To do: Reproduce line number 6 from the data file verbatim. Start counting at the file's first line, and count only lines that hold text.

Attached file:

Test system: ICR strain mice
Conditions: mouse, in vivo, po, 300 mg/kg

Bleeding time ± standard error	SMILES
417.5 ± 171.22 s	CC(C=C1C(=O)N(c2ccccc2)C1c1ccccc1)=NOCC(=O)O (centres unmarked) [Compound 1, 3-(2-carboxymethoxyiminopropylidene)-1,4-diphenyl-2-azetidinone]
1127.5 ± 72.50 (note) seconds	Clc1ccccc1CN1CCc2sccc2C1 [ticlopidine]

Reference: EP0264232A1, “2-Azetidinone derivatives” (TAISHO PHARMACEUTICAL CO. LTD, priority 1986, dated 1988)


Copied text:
Reference: EP0264232A1, “2-Azetidinone derivatives” (TAISHO PHARMACEUTICAL CO. LTD, priority 1986, dated 1988)